Turns out that my neighbors are dizzingly honest. Today I drove my silver Jaguar along the golf course where I live, parked at the cute corner market, left the sun-roof open, took my beautiful canine companion for a walk around the lake, and came back to find my purse undisturbed in the front passenger seat where I had left it. Aren’t my neighbors honest? Doesn’t my life sound idyllic?
It’s all so easy with a turn of a phrase.
Here’s the rewrite: My neighbors are still dizzingly honest. The silver Jag is my little sister’s car that I kept after she killed herself. It’s ten years old, dented in odd places, gets crappy gas mileage, and tends to require costly parts every three months. We call it the ghetto Jag and I will drive it till it drops, or I can no longer afford to fix it. As to why my sis, who for most of her life drove around in cute little Volkswagens, up and bought this huge car, I really can’t say, but somehow it suits that it was the one she went out on. There’s traces of bubblegum, hers, stuck to the steering wheel.
A while back I fixed the worst of the dents and replaced the side mirror that was duct-taped on.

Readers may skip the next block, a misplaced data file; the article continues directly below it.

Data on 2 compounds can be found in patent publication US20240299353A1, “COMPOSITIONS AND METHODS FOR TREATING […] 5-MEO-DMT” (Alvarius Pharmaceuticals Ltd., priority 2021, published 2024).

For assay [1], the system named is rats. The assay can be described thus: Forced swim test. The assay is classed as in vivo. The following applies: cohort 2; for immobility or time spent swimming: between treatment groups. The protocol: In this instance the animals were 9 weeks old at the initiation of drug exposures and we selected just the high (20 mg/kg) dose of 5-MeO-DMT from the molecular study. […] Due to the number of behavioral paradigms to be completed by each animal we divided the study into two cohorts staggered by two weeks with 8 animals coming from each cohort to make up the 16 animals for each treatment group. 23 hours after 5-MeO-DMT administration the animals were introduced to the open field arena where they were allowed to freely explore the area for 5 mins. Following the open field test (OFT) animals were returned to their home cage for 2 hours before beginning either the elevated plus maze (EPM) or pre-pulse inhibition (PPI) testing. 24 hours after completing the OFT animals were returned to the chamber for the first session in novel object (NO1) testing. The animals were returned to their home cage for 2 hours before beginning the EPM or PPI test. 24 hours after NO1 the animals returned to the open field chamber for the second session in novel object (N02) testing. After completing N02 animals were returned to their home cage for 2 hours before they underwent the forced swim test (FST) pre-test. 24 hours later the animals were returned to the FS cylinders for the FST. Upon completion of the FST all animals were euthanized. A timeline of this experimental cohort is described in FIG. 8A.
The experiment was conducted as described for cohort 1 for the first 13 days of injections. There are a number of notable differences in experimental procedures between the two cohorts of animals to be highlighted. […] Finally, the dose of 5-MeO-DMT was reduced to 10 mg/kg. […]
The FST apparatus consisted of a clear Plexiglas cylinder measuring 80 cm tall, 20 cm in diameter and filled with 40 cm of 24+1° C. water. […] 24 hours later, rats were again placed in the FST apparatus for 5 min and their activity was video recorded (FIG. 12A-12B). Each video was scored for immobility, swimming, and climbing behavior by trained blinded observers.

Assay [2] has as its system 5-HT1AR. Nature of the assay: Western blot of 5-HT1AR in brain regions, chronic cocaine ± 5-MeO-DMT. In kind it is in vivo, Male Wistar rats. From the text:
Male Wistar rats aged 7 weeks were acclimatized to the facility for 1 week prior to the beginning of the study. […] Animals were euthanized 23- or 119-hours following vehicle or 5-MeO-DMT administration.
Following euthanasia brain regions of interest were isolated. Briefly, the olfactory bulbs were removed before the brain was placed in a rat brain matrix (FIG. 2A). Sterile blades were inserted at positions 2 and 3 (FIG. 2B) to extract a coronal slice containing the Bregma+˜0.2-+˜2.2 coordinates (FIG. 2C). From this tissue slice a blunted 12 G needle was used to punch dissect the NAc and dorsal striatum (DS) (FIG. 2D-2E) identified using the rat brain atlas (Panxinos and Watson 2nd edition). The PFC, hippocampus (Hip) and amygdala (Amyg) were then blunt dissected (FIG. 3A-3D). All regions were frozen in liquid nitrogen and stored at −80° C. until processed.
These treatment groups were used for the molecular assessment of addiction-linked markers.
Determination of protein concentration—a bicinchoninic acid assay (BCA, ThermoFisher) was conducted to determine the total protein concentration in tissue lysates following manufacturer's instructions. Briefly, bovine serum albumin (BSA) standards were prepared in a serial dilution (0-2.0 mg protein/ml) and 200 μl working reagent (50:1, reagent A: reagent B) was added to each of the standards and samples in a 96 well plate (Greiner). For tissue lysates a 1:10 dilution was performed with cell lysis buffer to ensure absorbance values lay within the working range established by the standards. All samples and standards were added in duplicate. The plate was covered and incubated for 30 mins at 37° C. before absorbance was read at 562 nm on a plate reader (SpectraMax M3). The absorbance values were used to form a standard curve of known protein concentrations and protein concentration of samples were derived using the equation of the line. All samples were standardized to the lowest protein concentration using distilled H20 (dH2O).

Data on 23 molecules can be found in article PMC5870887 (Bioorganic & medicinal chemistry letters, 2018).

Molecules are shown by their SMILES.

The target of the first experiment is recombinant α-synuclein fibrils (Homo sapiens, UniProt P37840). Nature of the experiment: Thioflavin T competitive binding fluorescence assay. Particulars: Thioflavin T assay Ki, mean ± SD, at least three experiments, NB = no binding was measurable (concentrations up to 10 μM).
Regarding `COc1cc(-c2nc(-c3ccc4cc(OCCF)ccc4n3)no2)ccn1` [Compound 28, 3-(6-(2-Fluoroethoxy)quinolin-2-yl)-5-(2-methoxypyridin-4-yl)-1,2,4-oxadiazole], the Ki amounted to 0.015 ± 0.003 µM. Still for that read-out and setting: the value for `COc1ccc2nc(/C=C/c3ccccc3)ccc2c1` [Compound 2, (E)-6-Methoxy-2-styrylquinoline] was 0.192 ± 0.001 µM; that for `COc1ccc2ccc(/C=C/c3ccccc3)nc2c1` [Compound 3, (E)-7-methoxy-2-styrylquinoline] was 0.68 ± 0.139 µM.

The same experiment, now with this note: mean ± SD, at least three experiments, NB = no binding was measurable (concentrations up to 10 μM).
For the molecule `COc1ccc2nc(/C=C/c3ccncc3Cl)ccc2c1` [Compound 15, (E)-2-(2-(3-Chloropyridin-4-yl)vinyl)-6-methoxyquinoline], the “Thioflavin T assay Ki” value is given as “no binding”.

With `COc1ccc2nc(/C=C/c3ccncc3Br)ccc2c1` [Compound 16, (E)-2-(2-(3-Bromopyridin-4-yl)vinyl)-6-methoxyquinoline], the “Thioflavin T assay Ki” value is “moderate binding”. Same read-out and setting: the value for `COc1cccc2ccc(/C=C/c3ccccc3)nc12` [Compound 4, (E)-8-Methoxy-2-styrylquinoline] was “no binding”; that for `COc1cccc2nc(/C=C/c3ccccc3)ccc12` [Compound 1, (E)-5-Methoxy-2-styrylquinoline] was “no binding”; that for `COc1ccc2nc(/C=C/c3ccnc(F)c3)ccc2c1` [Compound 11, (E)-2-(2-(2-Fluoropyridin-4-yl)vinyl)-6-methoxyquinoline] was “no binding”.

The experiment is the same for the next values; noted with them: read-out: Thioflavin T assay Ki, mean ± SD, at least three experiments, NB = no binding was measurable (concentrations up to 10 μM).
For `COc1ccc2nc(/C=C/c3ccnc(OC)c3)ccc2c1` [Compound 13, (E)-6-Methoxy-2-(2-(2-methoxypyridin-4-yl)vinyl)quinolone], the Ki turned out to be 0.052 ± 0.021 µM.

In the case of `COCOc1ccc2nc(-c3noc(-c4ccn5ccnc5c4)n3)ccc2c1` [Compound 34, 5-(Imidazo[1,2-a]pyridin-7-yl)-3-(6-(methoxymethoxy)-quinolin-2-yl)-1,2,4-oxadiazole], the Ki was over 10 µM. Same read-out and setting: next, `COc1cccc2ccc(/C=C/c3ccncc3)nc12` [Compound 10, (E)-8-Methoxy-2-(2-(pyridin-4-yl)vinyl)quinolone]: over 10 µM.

As for the canine companion herself, she’s about twelve and wants to sniff more than walk, so that walk around the lake was really a walk up and down the same little strip, with me standing there holding the leash slapping mosquitoes while princess sniffed the same bush she just sniffed.
I suck at golf. Who can afford to play when I have to budget for fuel pumps and A/C clutches? I only live within walking distance of whatever number hole because my ex thought it was cool before we split. Frankly, I view it as land my dog could be sauntering across except those cranky guys in plaid get upset by that.
The lake is nice to walk around if your dog would go that far. See those big lakeside houses at the far end of the pic? None of them is mine. Once my ex and I took a canoe out in the middle of the lake. I think I knew that day we were over (over a brunette) and yes, the thought did occur to me to let him swim back.